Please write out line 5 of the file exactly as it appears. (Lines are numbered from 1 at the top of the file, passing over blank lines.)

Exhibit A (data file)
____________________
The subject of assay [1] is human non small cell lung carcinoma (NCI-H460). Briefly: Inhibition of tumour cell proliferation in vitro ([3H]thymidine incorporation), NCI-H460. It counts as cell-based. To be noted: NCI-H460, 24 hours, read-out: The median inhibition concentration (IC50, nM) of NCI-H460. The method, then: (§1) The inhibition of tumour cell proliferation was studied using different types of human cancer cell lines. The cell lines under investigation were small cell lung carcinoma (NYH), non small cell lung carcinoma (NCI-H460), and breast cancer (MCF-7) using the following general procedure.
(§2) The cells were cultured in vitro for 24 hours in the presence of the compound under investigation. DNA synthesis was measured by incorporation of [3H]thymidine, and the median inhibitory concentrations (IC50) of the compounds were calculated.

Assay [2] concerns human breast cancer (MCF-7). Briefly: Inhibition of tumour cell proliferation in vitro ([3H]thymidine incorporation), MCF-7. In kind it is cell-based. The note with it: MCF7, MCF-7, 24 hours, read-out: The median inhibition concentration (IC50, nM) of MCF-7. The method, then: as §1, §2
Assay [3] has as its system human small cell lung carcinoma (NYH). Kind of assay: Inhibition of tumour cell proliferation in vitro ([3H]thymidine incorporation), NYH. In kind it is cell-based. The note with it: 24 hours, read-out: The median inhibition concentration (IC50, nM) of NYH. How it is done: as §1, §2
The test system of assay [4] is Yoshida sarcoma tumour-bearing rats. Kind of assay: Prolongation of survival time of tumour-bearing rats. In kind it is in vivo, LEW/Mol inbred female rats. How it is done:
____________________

The test system of assay [4] is Yoshida sarcoma tumour-bearing rats. Kind of assay: Prolongation of survival time of tumour-bearing rats. In kind it is in vivo, LEW/Mol inbred female rats. How it is done: